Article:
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Public Education Is Fundamental To Our Democracy

Local Communities Need To Support Their Schools With Adequate Funding

This is Angela Lexmond. Has there ever been an election year that more pointedly reminds us of the need for an informed and educated electorate?

Our democracy depends on citizens who can identify valid information, analyze multiple viewpoints, and act upon their understandings ethically. Our beautiful democracy, while imperfect, does demand that we make available to all an education at public expense. The truth is, we all benefit from an educated citizenry, and we all suffer when some are not capable of contributing productively to our communities. As such, public education remains a cornerstone of our democracy and must be supported accordingly.

A commitment to educating all children is a tall order. Public schools continue to be a place where children of any social class, any religion, any national origin, any race, any sexual orientation, any gender identity, and any ability potentially come together to interact and learn with one another. Public schools continue to be a place where our democracy has its best chance for survival. While many in our country want to lay the blame for all social ills at the schoolhouse door, they neglect to see the realities of its vast undertaking and the importance of its role in the unique American experiment.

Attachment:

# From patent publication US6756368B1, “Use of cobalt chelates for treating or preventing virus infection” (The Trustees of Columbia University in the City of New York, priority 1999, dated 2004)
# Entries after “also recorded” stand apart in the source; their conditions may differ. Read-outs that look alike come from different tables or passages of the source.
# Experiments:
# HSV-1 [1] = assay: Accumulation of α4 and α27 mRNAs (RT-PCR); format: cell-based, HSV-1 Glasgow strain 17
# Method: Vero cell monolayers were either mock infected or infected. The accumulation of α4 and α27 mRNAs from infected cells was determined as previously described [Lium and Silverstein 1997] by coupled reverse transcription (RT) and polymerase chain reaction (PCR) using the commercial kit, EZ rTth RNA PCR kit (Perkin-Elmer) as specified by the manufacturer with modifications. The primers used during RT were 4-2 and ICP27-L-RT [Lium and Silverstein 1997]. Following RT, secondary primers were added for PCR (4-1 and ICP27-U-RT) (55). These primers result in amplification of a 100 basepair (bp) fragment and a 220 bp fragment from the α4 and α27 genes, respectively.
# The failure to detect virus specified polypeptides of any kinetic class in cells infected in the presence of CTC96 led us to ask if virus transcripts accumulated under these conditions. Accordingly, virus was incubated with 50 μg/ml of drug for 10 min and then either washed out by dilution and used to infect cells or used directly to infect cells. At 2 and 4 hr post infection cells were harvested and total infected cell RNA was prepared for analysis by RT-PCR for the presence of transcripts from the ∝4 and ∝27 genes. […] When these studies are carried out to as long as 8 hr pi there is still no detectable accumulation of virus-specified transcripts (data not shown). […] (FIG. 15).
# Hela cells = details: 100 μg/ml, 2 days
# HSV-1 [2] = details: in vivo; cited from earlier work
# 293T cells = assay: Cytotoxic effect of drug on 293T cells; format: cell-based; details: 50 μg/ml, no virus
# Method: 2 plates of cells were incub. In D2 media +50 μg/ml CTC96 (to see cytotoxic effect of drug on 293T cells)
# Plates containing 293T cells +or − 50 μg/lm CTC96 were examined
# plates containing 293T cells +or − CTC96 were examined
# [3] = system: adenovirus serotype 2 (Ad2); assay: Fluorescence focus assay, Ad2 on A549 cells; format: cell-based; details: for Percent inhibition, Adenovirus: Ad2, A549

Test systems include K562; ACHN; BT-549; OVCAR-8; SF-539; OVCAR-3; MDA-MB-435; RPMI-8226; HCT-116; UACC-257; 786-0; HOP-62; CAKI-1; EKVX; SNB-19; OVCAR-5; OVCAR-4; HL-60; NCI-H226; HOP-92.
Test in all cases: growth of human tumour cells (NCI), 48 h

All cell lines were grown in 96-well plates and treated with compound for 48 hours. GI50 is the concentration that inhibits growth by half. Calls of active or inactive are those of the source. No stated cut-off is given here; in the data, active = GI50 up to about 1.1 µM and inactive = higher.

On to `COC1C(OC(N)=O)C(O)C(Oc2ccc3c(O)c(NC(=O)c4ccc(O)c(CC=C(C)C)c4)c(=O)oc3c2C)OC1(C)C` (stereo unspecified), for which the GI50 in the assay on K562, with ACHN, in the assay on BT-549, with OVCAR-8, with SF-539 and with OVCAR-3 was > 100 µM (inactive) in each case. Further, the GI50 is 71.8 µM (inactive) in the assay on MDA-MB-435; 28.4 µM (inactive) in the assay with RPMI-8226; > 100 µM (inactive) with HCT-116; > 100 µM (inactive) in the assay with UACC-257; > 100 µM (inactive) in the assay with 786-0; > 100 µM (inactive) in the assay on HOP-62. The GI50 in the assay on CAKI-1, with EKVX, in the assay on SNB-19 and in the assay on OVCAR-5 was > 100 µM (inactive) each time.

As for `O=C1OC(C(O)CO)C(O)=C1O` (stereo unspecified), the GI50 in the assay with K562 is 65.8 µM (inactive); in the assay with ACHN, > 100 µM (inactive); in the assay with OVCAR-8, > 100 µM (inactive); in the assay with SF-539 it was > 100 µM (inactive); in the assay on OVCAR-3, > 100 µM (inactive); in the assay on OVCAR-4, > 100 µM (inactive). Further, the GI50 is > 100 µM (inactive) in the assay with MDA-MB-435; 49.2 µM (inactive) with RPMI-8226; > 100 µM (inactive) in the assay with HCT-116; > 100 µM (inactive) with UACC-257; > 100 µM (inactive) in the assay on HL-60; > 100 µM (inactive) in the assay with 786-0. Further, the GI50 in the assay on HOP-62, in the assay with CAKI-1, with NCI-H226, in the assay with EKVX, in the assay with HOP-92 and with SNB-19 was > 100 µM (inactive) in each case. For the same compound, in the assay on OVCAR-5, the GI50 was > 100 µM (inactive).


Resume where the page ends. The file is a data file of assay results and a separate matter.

Public education is the heart and soul of who we are. Where inadequate funding from the state legislature leaves off, our local communities must step in. Six years ago our community passed a referendum to increase our property taxes to support the Monroe County Community School Corporation. In the coming election we must decide whether or not to re-affirm that support for teachers, programs, and resources for our local schools. The way we vote on school referendums reflects our recognition of the need for an educated citizenry to maintain our American democracy, and our understanding that our public schools remain the best place for that vision to be pursued. For WFIU’s Speak Your Mind, this is Angela Lexmond.

Angela Lexmond

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